Throughout my career as a fundraiser and manager, I have interviewed countless candidates who told me the reason they are leaving their current position is a lack of opportunity for growth. Whether the individual works for a non-profit, healthcare institution, or university, I’ve heard that statement time and again.
Don’t let this happen to you and your organization! As you recruit and retain high-performing fundraisers, take steps to advocate and create pathways for these valuable team members. They want to know they make a difference and have a future with your organization. You can use these three strategies to provide growth opportunities for the employees you want to stay with your organization.
- Identify whether your high-performing development officers are ready to take on more of a leadership role. Opportunities to lead can come in several forms, not simply giving someone the title of “director.” For example, assign a team member to lead a taskforce or work group. Or, perhaps you can charge the individual with best practice development, such as standards for fundraising travel. Looking externally, are there community groups or committees the individual can join to represent your organization?
- Use the power of mentorship as a growth pathway. If your employee aims to eventually supervise staff and become a manager – but they need to expand their approach or style first – ask them to serve as a mentor to a colleague or new hire. Or, perhaps you can put them in charge of developing the on-boarding process for your department. If management is not a goal, identify a mentor for the development officer who is a leader in ways outside of management. For example, provide an opportunity for them to your high performer can shadow you or another leader on an important project to see how you staff a board, build a fundraising initiative, or partner with programmatic staff.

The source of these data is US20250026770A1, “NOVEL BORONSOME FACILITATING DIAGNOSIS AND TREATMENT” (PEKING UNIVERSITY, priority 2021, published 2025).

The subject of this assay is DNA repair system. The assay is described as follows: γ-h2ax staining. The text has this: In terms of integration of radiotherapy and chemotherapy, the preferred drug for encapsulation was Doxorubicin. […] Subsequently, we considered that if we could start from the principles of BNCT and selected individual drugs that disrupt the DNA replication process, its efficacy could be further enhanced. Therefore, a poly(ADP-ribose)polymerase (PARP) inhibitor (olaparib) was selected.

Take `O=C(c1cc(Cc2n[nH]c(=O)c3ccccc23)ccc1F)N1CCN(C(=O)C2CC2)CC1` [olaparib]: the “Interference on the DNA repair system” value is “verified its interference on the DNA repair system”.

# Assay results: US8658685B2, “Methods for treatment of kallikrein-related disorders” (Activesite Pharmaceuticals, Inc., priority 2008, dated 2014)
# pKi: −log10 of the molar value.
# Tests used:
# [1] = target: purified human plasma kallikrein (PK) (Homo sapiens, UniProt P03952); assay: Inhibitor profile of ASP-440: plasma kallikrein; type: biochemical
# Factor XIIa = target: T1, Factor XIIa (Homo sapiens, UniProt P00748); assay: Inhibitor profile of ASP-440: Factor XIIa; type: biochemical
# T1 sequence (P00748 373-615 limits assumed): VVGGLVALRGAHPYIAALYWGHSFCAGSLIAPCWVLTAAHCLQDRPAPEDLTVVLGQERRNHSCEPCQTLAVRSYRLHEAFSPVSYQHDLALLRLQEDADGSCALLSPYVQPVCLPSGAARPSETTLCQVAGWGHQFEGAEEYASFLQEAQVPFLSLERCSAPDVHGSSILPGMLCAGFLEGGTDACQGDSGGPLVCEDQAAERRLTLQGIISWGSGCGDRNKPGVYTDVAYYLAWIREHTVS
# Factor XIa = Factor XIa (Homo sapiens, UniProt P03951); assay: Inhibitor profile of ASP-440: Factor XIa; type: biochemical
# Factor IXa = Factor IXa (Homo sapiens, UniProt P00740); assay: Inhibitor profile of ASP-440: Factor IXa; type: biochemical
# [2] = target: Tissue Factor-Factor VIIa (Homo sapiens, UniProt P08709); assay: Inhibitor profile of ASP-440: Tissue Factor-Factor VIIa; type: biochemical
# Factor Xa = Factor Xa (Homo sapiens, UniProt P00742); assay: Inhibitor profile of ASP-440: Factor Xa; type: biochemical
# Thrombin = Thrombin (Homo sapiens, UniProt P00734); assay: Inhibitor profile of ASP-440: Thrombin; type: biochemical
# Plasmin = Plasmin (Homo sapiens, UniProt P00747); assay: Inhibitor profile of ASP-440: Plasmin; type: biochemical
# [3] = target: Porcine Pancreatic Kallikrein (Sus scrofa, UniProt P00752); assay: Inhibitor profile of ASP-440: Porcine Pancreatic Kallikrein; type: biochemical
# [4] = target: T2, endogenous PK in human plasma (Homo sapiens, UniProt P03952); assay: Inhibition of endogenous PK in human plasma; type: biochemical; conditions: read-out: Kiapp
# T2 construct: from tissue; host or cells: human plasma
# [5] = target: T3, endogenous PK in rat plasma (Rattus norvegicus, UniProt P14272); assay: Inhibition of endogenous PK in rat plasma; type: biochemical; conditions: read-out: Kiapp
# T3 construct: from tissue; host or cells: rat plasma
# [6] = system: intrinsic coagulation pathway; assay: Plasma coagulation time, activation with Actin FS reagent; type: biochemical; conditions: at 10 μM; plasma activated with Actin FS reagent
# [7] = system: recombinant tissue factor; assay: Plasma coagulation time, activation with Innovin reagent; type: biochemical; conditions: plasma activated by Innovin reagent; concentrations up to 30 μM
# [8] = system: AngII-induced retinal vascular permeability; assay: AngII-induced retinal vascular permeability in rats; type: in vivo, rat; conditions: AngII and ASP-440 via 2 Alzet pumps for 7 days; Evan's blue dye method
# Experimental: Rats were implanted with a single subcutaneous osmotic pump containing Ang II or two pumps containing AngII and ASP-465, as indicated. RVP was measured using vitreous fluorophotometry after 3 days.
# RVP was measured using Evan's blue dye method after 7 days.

- Carve out ten percent of your high performer’s job description for special projects. This is a great way to invest in your super stars while benefiting the larger team. And, your employee will know that you are willing to make a true investment in her when you specifically make time for it. For example, find projects that grow skills in management, volunteer leadership, mentoring, or complex gift strategies.
Your most valuable employees are in high demand in the development community, and regularly see outside opportunities that will allow them to grow. This environment demands that managers be proactive, creative and dedicated to these employees in order to retain them and best serve their organizations. Creating growth pathways is one of the single-most effective ways to ensure your top players will want to stay and continue performing at their best.
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